CC: So translation, she was nosy. She was all in my business.

On Their New Show

CW: Have you done that before?

CC: No. This is our first in-studio show that we’ve done. I’ve done versions of that on Sports Center where they give you like five or 10 minutes to kind of host your own show. But obviously that’s always the goal, to have your own show. That’s what I would love to do. I’d like to sit down and talk to folks, be my elegant hood lady self, and tell them how wonderful I am, but also cuss you out and tell you that you ain’t shit. Can we curse on this show?

CW: You can curse on this show.

CC: Listen. The freedom that I have experienced, Carlos, since leaving the four letters is new to me. Jemele has been free for a while. She’s been off the plantation for a while. She has been behaving as such. I find myself … and I’m not a big curser, but I find myself dropping curse words every interview. I’m all like, “What is, what’s going on with me, Cari?” Calm down. Enjoy this new freedom. It’s just too much. I just spit it out.

On Dreaming Fearlessly

CW: What advice do you give people who asked you about dreaming fearlessly?

CC: Dreaming fearlessly. I’ve never not, I’ve never really known, no. And that is, I think due to a large part, to how I was raised. And I’m so grateful for my mother for that. But, I will say this, the advice that I have, I said, 2020 is this for me, it demands that we be better.

People can talk. There’s so much sadness. Over a quarter of a million people dead. We have people who are on the front lines exhausted of this virus and fighting it. And we’ve had so much sadness. But there is so much hope. I’m a big believer that you have to break everything down to nothing in order to build it back up. And that’s where we are. And the hope that I have is that, whatever you believe or whatever you would like to see, you can be that change. I was dedicated to being a journalist, as we all are, but to tell stories for those who don’t have a voice. And to imagine the type of stage that I’m doing it on, in each and every level of my life, is beyond me. So, I really couldn’t give a limit to what it’s going to be, because when you’ve been called, or when you’re passionate, more importantly passionate, and you have a purpose, all these things go hand in hand. It’s bigger than what you could imagine.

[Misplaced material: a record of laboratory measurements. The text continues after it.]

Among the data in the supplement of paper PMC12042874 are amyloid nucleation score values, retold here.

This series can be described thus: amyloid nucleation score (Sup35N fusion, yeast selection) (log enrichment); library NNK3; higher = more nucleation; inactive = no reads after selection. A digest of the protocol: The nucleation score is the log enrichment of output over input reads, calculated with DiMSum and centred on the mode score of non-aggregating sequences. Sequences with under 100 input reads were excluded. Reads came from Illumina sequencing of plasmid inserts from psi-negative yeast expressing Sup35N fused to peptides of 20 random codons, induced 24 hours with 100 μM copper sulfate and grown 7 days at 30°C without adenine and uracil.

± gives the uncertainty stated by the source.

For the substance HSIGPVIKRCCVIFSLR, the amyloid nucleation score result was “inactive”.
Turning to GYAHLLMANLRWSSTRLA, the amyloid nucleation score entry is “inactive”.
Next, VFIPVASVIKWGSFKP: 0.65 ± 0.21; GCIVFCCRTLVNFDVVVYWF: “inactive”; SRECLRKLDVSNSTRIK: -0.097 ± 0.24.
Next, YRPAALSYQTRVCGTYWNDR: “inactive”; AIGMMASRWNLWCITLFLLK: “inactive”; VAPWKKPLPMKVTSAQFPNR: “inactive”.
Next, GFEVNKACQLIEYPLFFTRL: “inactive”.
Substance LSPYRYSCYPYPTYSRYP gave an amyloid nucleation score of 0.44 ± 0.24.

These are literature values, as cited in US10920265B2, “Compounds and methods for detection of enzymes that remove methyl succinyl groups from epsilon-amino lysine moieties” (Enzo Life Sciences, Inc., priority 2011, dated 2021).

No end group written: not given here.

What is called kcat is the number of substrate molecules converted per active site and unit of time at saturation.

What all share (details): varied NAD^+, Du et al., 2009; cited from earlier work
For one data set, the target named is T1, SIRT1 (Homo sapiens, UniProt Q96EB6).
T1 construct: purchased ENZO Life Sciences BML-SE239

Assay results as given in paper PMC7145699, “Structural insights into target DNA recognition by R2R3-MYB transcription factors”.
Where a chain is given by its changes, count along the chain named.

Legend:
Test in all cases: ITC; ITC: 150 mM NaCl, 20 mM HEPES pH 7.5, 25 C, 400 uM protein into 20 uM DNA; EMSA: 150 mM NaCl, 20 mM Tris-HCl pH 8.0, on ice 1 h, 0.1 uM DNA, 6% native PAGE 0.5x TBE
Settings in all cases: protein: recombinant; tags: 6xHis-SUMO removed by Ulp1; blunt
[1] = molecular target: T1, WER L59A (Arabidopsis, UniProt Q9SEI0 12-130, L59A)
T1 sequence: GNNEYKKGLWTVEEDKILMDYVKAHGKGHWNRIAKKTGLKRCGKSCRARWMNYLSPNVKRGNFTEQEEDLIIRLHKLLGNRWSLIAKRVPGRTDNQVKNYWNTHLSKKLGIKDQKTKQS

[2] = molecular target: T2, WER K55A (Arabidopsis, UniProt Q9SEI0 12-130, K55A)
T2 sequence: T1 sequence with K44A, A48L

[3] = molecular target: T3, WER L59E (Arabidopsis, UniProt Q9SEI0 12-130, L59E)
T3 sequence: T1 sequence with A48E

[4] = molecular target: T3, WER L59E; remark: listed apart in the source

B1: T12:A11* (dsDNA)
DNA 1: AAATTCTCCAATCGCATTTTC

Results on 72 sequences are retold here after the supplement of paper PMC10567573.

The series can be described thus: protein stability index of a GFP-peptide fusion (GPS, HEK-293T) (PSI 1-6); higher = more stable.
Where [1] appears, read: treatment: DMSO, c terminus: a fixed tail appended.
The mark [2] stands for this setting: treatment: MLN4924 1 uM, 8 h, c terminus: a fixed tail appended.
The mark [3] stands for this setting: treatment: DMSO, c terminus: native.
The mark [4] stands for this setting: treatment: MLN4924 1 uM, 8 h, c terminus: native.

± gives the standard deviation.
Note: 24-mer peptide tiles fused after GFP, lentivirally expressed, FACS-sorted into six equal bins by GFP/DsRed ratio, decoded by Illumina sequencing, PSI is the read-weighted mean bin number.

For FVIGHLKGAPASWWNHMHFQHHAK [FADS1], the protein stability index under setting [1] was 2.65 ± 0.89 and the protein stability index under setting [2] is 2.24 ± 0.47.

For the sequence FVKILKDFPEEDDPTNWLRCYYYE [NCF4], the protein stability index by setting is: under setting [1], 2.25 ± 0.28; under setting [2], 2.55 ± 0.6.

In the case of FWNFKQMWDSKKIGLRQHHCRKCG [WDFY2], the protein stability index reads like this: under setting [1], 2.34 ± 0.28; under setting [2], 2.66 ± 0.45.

JH: I think my advice to dream fearlessly is that you have to remove, you have to figure out a great way or tangible ways in which you can remove the running conversation in your head that tells you that you can’t do something. And I think a piece of advice I recently gave some young girls that I’ll share here is that for every three negative things that you may think about yourself, think about something that you do exceptionally well. I don’t care what it is. It could be you chew bubblegum the fastest, I don’t care what it is. But you have to dig deeper for reasons to celebrate, not just who you are, but appreciate how you’re different. And how you’re unique and what makes you you. And so a lot of times, especially with young Black women, and young Black girls, I should say, that we talk ourselves out of dreaming fearlessly. And so try to redirect the conversation in your head that’s talking you into it. Because to me, you should look at problems from the standpoint of regret. Or I shouldn’t say problems — but you should look at challenges from the standpoint of regret. If there is a job, or position or a task that you’re not quite sure that you know how to do, and you’re afraid to go for it, then you have to be able to say, “OK, if I don’t go for this and I look back at this opportunity months later, how am I going to feel if I didn’t go after it?”